Understanding customer sentiment is critical for any business looking to improve its products and services. But what if you could go beyond traditional surveys and actually listen in on real customer conversations?
This is where conversational analytics comes in. Conversational analytics is the process of analyzing natural language conversations between customers and businesses to gain insights into customer sentiment, opinion, and preferences. It helps businesses understand their customers better and improve their marketing campaigns and products accordingly.
It is used by companies across all industries - from ecommerce websites to media platforms, from software companies to F&B brands. And as a business owner using machine learning to optimize your business, it's important for you to understand how to derive insights from conversational analytics.
In this article, we will explore how to both analyze conversational data and draw insights from conversational analytics to help you better understand your customers.
In a rapidly digitizing world, businesses must find ways to keep pace with their customers' ever-changing preferences and needs. To stay ahead of the curve, organizations are turning to conversational analytics—the process of collecting data from all channels where you interact with customers and analyzing that data with machine learning.
To get started with conversational analytics, you'll need a data collection strategy. Collecting data from customer interactions across all channels—such as phone calls, contact center chat sessions, emails, social media, and even real-time data—will give you the richest source of information. This data can be accessed by exporting it from your customer relationship management (CRM) system, analyzing conversations, using APIs to integrate with customer support software, or transcribing it from recordings.
Once you have your data, you'll need to clean and prepare it for analysis. This may involve removing any sensitive information, such as names and addresses, and standardizing the format of the data so that it can be easily ingested by an artificial intelligence platform.
Once your data is ready, you can begin analyzing it with machine learning. There are a number of different ways to do this, but one common approach is to use a technique called topic modeling. This involves training an NLP (natural language processing) model to identify the key topics or themes in your customer conversations.
These techniques can be used for a variety of purposes, such as identifying areas for product and service innovation. By understanding the key topics and issues that are important to your customers, you can identify areas for improvement.
For example, suppose you're a company that sells products online. You might use a conversational analytics tool to understand the key reasons why customers are contacting you. Are they having trouble with the checkout process? Are they looking for specific products that you don't currently carry? By understanding the pain points that your customers are experiencing, you can make changes to your product or website that will improve their experience and reduce customer support costs.
You could also analyze social media conversations to identify new product ideas. For example, suppose you sell clothing. You might use machine learning to analyze social media posts about your clothing to identify new styles or trends that your customers are interested in. You could then add these new styles to your product line, giving your customers what they want and increasing sales.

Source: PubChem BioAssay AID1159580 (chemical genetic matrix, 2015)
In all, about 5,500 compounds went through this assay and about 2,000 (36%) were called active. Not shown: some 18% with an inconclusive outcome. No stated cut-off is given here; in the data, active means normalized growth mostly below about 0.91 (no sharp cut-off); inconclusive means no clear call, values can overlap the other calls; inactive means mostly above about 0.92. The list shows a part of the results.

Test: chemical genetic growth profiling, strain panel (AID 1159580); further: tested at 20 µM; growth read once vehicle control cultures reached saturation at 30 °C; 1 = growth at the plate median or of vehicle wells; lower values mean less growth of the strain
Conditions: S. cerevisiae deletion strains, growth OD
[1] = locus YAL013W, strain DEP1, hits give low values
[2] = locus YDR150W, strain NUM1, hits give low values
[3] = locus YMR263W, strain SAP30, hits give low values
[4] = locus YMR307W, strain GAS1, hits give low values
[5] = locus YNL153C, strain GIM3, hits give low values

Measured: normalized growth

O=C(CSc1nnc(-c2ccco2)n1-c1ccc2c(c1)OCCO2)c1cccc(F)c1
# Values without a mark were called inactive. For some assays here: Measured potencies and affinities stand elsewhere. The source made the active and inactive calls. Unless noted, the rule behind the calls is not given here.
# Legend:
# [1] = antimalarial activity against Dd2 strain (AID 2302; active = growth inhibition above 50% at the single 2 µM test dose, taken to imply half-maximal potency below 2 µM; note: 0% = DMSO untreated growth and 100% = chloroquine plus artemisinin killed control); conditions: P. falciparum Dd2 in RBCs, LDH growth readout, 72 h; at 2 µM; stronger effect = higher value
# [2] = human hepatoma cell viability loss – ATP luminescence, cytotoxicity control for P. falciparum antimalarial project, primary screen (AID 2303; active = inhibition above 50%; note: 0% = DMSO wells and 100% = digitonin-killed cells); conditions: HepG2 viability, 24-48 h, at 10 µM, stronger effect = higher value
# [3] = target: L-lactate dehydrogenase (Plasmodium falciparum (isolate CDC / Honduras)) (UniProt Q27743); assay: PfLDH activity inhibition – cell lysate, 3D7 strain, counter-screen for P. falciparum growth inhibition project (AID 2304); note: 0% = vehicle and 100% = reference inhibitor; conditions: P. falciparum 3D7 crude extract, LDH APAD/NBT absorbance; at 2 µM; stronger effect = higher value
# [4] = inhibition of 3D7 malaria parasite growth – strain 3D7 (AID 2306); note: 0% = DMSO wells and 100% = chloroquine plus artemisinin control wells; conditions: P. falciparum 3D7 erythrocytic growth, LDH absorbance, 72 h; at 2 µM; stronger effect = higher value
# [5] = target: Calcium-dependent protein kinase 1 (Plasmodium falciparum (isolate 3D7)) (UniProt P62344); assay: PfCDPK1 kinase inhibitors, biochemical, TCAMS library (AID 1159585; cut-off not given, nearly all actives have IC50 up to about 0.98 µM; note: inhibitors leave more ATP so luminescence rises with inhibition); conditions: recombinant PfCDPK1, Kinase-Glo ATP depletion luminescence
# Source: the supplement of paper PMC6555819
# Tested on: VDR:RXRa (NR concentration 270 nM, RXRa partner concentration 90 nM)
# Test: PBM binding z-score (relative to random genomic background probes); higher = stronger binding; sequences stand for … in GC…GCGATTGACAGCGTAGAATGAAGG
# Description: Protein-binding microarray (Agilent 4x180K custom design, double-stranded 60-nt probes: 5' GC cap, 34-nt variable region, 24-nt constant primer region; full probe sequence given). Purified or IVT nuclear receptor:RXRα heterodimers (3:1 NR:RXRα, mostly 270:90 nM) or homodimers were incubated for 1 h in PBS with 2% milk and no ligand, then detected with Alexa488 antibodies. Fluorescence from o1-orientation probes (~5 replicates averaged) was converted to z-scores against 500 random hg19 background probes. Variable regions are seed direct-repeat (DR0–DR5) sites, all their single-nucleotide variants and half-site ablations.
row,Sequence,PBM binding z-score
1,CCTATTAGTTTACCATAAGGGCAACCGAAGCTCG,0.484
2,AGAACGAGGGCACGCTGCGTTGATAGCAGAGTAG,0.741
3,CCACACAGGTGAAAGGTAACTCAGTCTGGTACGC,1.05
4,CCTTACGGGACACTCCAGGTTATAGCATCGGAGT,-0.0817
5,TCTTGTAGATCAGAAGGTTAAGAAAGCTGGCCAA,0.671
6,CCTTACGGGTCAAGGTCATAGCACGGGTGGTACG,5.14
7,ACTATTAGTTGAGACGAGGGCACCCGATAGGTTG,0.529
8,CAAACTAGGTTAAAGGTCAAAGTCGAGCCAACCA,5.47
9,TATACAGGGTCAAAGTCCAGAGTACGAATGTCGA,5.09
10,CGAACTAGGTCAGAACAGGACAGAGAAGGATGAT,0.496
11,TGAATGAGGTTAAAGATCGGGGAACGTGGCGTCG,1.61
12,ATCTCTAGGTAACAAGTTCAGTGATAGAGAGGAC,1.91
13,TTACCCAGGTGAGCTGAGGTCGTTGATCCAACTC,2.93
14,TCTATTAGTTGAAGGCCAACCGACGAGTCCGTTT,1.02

In addition to product and service innovation, conversational analytics can also be used for market opportunity identification. By understanding the needs and wants of your customers, you can identify new markets to enter or new products to develop that will address these needs.
For example, suppose you sell car parts. You might use machine learning to analyze customer conversations to understand the most common problems that they're having with their cars. You could then develop new car parts or accessories that solve these problems, giving you a competitive advantage in the marketplace.
Another common use case for conversational analytics is identifying feature requests from customers. By understanding the features that your customers are asking for, you can prioritize development efforts and ensure that you're building the products and features that your customers actually want.
Personalization is another important use case for conversational analytics. By understanding the needs and preferences of individual customers, you can provide them with a more personalized experience that meets their specific needs.
For example, suppose you run an online store. You might use machine learning to analyze customer conversations to understand their purchase history and preferences. You could then use this information to recommend other products that they might be interested in or provide them with discounts on items that they frequently purchase. This would provide a more personalized experience for your customers and increase loyalty and sales.
Have you ever tried to contact customer support only to be met with a long wait time, automated responses, or unhelpful agents? If so, you're not alone. In today's world, customers expect more from customer support than ever before. They want their problems to be solved quickly and efficiently, and they're not afraid to take their business elsewhere if they're not happy with the service they're receiving.
Conversational analytics can be used to improve customer support in a number of ways. For example, by analyzing customer conversations, you can identify areas where customers are having difficulty or getting frustrated. You can then use this information to improve your self-service options or make changes to your customer support processes that will reduce frustration and speed up resolutions.
In addition, by understanding the most common issues that customers are having, you can develop new solutions that prevent these problems from occurring in the first place. For example, if you find that a lot of customers are having problems with a particular product, you could develop new training materials or redesign the product to make it easier to use. Through preventative actions like these, you can reduce customer support costs while also making your customers happier.
In today's world, businesses must be proactive in their legal protection. One way to do this is to use conversational analytics to identify potential legal problems before they occur.